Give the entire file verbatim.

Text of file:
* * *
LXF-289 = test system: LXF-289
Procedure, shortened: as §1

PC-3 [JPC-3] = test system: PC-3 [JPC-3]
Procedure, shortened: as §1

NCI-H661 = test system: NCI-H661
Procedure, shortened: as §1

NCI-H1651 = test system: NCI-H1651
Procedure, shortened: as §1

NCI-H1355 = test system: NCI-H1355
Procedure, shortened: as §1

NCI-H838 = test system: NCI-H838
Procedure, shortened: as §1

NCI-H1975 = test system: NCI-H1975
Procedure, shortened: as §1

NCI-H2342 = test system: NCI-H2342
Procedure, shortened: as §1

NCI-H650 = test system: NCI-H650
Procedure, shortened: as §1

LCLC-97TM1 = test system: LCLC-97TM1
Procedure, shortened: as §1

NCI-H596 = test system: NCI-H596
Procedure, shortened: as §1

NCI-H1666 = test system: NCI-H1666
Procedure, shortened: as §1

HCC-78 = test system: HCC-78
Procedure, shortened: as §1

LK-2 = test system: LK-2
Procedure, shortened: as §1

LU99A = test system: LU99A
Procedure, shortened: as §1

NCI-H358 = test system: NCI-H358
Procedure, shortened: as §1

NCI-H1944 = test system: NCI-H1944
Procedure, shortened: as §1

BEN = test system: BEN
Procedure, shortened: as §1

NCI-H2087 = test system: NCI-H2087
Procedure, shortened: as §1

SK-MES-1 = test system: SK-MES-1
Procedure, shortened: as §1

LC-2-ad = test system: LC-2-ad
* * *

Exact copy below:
LXF-289 = test system: LXF-289
Procedure, shortened: as §1

PC-3 [JPC-3] = test system: PC-3 [JPC-3]
Procedure, shortened: as §1

NCI-H661 = test system: NCI-H661
Procedure, shortened: as §1

NCI-H1651 = test system: NCI-H1651
Procedure, shortened: as §1

NCI-H1355 = test system: NCI-H1355
Procedure, shortened: as §1

NCI-H838 = test system: NCI-H838
Procedure, shortened: as §1

NCI-H1975 = test system: NCI-H1975
Procedure, shortened: as §1

NCI-H2342 = test system: NCI-H2342
Procedure, shortened: as §1

NCI-H650 = test system: NCI-H650
Procedure, shortened: as §1

LCLC-97TM1 = test system: LCLC-97TM1
Procedure, shortened: as §1

NCI-H596 = test system: NCI-H596
Procedure, shortened: as §1

NCI-H1666 = test system: NCI-H1666
Procedure, shortened: as §1

HCC-78 = test system: HCC-78
Procedure, shortened: as §1

LK-2 = test system: LK-2
Procedure, shortened: as §1

LU99A = test system: LU99A
Procedure, shortened: as §1

NCI-H358 = test system: NCI-H358
Procedure, shortened: as §1

NCI-H1944 = test system: NCI-H1944
Procedure, shortened: as §1

BEN = test system: BEN
Procedure, shortened: as §1

NCI-H2087 = test system: NCI-H2087
Procedure, shortened: as §1

SK-MES-1 = test system: SK-MES-1
Procedure, shortened: as §1

LC-2-ad = test system: LC-2-ad